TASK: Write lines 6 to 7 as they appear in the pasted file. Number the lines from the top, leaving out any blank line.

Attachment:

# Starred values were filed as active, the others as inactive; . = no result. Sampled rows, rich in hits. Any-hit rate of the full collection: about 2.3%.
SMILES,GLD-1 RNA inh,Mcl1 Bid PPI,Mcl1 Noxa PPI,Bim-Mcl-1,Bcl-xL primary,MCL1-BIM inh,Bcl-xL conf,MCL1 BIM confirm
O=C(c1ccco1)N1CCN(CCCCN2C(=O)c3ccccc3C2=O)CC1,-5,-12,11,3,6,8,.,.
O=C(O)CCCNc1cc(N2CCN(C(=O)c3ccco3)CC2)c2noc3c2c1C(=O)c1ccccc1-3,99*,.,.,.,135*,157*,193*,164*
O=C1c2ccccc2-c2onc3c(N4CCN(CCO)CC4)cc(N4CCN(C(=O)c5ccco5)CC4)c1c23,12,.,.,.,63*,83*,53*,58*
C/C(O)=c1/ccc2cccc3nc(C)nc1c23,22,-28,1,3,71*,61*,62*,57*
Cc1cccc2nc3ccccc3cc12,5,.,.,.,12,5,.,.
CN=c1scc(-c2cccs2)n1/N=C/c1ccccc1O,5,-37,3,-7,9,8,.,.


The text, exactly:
C/C(O)=c1/ccc2cccc3nc(C)nc1c23,22,-28,1,3,71*,61*,62*,57*
Cc1cccc2nc3ccccc3cc12,5,.,.,.,12,5,.,.